From The Ergoweb® Learning Center

Ergonomically Taking the Fun Out of Halloween

Beware little ghosts and goblins. Those creepy creatures lurking in your alter-egos this Halloween could hurt you.

From frightful contact lenses that can scratch the wearer’s corneas, to ghoulish masks that aren’t conducive to breathing, seems everyone’s trying to take the fun out of dress-up at this time of year.

The U.S. Food and Drug Association’s (FDA) recent warning and announcement of its intent to seize all decorative contact lenses dispensed in violation of federal law, coupled with the annual fears of tainted candy, chilly limbs, and darkened streets, could leave this year’s mischief-making masses shaking in their inherently scary Sponge Bob costumes over the long-term risks of Halloween.

Well, maybe not.

But fun or not, the practice of dressing up in creepy costumes every October 31 does have some inherent risks beyond the razor-in-apple scares. Corneal ulcers, for example, one of the reasons, along with conjunctivitis (an infection of the eye), corneal edema (swelling), allergic reaction, and corneal abrasions, are just a few of the side effects of Halloween that prompted the FDA to issue its warning on contact lenses. And, all in the name of fun, ergonomists, like Ergoweb’s Peter Budnick, are quick to jump on the ruin-Halloween bandwagon as well.

“From the physical ergonomics perspective, we should design our costumes to minimize exposure to such risk factors as force, posture, repetition, contact pressure, and vibration,” says Budnick. That rules out the springy bumble-bee or alien antennae that repetitively smack the wearer in the head, and any Hunchback of Notre Dame costume that doesn’t come with its own hunch.

“Costumes shouldn’t weigh too much,” continues Budnick, “and accessories and tools of death, terror and fear should be lightweight designs with handle designs that minimize grip forces and awkward wrist and arm postures. If you dress-up little Suzy like a queen, make sure the crown isn’t too heavy, placing high forces and torques on her poor little neck. If you dress-up little Johnny like the Texas Chain Saw Massacre guy, select a lightweight chain saw and train him to handle it with two hands, minimizing the loads and awkward postures in his distal upper extremities. Also, make sure vibration from the chain saw is minimized through tool design, or by properly fitted vibration gloves — be sure the model you choose matches the vibrational frequency exposures of the chain saw,” Budnick says.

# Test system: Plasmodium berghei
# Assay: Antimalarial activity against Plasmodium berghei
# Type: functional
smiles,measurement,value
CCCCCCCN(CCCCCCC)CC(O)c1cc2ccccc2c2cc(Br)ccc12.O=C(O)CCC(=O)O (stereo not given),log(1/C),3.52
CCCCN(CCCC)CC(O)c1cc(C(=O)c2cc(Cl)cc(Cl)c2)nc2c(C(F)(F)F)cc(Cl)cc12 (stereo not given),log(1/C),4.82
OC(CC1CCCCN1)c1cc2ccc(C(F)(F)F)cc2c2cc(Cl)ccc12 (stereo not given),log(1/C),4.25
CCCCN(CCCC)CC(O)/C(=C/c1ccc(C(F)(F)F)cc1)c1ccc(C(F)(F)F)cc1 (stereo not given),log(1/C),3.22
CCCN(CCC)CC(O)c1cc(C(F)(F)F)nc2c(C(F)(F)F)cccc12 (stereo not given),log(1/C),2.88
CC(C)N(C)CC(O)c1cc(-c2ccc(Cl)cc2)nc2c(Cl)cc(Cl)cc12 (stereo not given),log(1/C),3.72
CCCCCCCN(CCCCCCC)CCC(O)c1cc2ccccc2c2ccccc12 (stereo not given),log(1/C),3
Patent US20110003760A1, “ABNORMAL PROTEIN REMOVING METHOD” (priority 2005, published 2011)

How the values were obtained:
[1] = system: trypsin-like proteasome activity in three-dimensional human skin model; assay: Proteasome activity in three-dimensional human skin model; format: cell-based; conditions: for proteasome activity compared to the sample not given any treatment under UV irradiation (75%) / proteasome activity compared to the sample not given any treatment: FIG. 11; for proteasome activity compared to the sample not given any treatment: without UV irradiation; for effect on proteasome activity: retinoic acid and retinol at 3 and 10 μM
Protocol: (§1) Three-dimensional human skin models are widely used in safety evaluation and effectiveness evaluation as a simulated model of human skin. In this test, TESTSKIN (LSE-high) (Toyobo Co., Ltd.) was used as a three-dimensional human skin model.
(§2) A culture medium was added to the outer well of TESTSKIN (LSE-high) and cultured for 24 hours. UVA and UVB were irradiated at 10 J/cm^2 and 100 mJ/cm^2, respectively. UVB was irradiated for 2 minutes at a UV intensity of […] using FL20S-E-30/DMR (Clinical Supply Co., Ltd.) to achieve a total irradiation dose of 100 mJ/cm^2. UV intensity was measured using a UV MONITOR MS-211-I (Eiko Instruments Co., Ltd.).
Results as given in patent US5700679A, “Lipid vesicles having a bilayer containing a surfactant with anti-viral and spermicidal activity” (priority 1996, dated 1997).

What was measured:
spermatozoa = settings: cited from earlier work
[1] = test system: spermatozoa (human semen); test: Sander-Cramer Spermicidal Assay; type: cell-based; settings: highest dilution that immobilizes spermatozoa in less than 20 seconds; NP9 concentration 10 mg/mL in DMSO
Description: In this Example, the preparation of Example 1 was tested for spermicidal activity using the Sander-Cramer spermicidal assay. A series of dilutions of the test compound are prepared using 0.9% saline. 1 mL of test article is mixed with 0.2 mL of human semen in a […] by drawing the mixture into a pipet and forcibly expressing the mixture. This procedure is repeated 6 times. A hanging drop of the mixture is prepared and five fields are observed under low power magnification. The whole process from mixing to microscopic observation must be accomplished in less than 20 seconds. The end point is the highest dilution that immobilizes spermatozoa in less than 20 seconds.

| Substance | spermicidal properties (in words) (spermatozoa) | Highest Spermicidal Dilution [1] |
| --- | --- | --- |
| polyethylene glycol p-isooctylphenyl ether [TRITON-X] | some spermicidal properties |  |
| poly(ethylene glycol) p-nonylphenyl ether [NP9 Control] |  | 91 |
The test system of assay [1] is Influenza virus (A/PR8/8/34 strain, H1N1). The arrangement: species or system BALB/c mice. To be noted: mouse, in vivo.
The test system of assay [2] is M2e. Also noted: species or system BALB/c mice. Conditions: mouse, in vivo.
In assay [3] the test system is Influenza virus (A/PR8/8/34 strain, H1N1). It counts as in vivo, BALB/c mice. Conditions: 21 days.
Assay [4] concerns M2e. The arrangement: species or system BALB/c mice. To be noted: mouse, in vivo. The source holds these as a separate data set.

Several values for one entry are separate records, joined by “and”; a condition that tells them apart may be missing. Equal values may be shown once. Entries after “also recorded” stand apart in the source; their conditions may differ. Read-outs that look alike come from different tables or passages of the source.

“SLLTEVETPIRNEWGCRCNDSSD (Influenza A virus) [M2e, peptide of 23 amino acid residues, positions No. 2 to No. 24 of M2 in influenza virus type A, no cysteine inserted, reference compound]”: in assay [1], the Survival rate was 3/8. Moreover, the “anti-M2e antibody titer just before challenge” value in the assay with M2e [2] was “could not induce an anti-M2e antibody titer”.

But if Halloween is supposed to be fun, then the ergonomics of Halloween is merely attempting to make it a more productive and efficient kind of fun. Limping into the office the next day because of a pair of too-tight pumps doesn’t make happy memories for the once-a-year cross-dressing accountant. Not being able to run door-to-door because the Darth Vader mask impedes the flow of oxygen to the brain means less candy. Simple concepts that most reasonable people follow the other 364 days of the year. But when it comes to Halloween, who’s looking for reason?

“I wore a set of Billy Bob teeth last year, which proved to be a very effective costume, by the way,” says Budnick. “By the end of the night the contact pressure to my mucous membranes and lips had resulted in abrasions and irritation. Fortunately, my day job doesn’t require the same kind of contact pressure exposures, or I’d surely have developed carpal lip syndrome by now, if not a case of serious gum disease.”

It’s a matter of creating a balance between common sense and fun. The common sense part means an ergonomically designed sickle that reduces awkward postures for the Grim Reaper. And if the fun part is a mountain of candy parked in the middle of the living room after a big night in the neighborhood, Budnick has suggestions for that, too.

“If you expect a good haul, as every kid does, and every hopeful chocolate fiend parent behind the scenes secretly desires, you need to make sure the carrying method is well thought out. The goal should be maximizing load-carrying capacity. The traditional bag held in one hand isn’t advisable, because it’s an asymmetrical load. [It is] better to have a nice container with good handles that can be held close to the front of the body. Backpacks aren’t advisable for heavy loads either. Kids already carry heavy backpacks to school, so we don’t want to repeat the associated risk factors in leisure activities. I recommend a push cart for the ambitious trick-or-treater. The cart should have larger diameter wheels that will roll easily over the varied terrain inherent to door-to-door solicitations. Be sure to set the handle height between hip and elbow height for best results,” Budnick says.

Budnick’s best advice — not to take too much stock in what Billy-Bob-teeth-wearing ergonomists have to say about Halloween — aside, there is some REAL advice out there for a safe and happy Halloween. The U.S. Consumer Product Safety Commission’s suggestions on how to keep Halloween safe and fun include keeping the lights on, not wearing dark costumes without reflective tape, staying away from flammable wigs and beards, not eating unwrapped candy, hosting an indoor party, taking the parents out for the fun, and other equally entertaining ideas. Maybe the bright yellow, sit-on-the-shoulders, mask-free smiling Sponge Bob costume isn’t looking so scary after all.

Sources:,, some yahoo in Billy Bob teeth